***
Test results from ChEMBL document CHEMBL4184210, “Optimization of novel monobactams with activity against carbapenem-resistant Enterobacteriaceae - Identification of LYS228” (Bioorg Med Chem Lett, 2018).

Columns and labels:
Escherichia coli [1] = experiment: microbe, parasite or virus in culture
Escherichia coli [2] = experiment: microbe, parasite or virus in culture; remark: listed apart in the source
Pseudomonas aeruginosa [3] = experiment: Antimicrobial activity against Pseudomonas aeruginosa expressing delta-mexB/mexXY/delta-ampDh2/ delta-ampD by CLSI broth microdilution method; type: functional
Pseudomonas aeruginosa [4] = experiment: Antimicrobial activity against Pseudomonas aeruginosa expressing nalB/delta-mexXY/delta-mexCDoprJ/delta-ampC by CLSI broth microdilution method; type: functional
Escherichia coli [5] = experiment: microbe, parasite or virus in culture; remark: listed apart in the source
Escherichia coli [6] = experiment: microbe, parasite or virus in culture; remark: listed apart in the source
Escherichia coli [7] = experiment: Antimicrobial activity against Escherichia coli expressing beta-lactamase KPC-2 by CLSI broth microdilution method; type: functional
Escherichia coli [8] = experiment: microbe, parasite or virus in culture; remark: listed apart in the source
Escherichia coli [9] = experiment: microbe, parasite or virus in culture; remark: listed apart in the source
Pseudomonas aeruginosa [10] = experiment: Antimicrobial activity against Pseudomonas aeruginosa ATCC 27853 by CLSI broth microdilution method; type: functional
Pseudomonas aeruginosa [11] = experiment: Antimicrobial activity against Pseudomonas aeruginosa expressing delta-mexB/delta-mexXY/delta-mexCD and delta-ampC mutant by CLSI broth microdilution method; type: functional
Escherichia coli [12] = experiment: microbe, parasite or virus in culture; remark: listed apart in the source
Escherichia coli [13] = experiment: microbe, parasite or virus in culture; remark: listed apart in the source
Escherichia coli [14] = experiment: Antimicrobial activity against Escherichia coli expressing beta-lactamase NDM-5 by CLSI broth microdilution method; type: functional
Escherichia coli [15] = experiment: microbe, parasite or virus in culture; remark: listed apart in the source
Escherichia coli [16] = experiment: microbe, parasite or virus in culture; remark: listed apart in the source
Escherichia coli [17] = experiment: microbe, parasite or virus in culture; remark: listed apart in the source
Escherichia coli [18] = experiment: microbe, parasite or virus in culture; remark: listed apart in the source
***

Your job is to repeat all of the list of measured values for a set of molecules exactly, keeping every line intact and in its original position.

Test results from ChEMBL document CHEMBL4184210, “Optimization of novel monobactams with activity against carbapenem-resistant Enterobacteriaceae - Identification of LYS228” (Bioorg Med Chem Lett, 2018).

Columns and labels:
Escherichia coli [1] = experiment: microbe, parasite or virus in culture
Escherichia coli [2] = experiment: microbe, parasite or virus in culture; remark: listed apart in the source
Pseudomonas aeruginosa [3] = experiment: Antimicrobial activity against Pseudomonas aeruginosa expressing delta-mexB/mexXY/delta-ampDh2/ delta-ampD by CLSI broth microdilution method; type: functional
Pseudomonas aeruginosa [4] = experiment: Antimicrobial activity against Pseudomonas aeruginosa expressing nalB/delta-mexXY/delta-mexCDoprJ/delta-ampC by CLSI broth microdilution method; type: functional
Escherichia coli [5] = experiment: microbe, parasite or virus in culture; remark: listed apart in the source
Escherichia coli [6] = experiment: microbe, parasite or virus in culture; remark: listed apart in the source
Escherichia coli [7] = experiment: Antimicrobial activity against Escherichia coli expressing beta-lactamase KPC-2 by CLSI broth microdilution method; type: functional
Escherichia coli [8] = experiment: microbe, parasite or virus in culture; remark: listed apart in the source
Escherichia coli [9] = experiment: microbe, parasite or virus in culture; remark: listed apart in the source
Pseudomonas aeruginosa [10] = experiment: Antimicrobial activity against Pseudomonas aeruginosa ATCC 27853 by CLSI broth microdilution method; type: functional
Pseudomonas aeruginosa [11] = experiment: Antimicrobial activity against Pseudomonas aeruginosa expressing delta-mexB/delta-mexXY/delta-mexCD and delta-ampC mutant by CLSI broth microdilution method; type: functional
Escherichia coli [12] = experiment: microbe, parasite or virus in culture; remark: listed apart in the source
Escherichia coli [13] = experiment: microbe, parasite or virus in culture; remark: listed apart in the source
Escherichia coli [14] = experiment: Antimicrobial activity against Escherichia coli expressing beta-lactamase NDM-5 by CLSI broth microdilution method; type: functional
Escherichia coli [15] = experiment: microbe, parasite or virus in culture; remark: listed apart in the source
Escherichia coli [16] = experiment: microbe, parasite or virus in culture; remark: listed apart in the source
Escherichia coli [17] = experiment: microbe, parasite or virus in culture; remark: listed apart in the source
Escherichia coli [18] = experiment: microbe, parasite or virus in culture; remark: listed apart in the source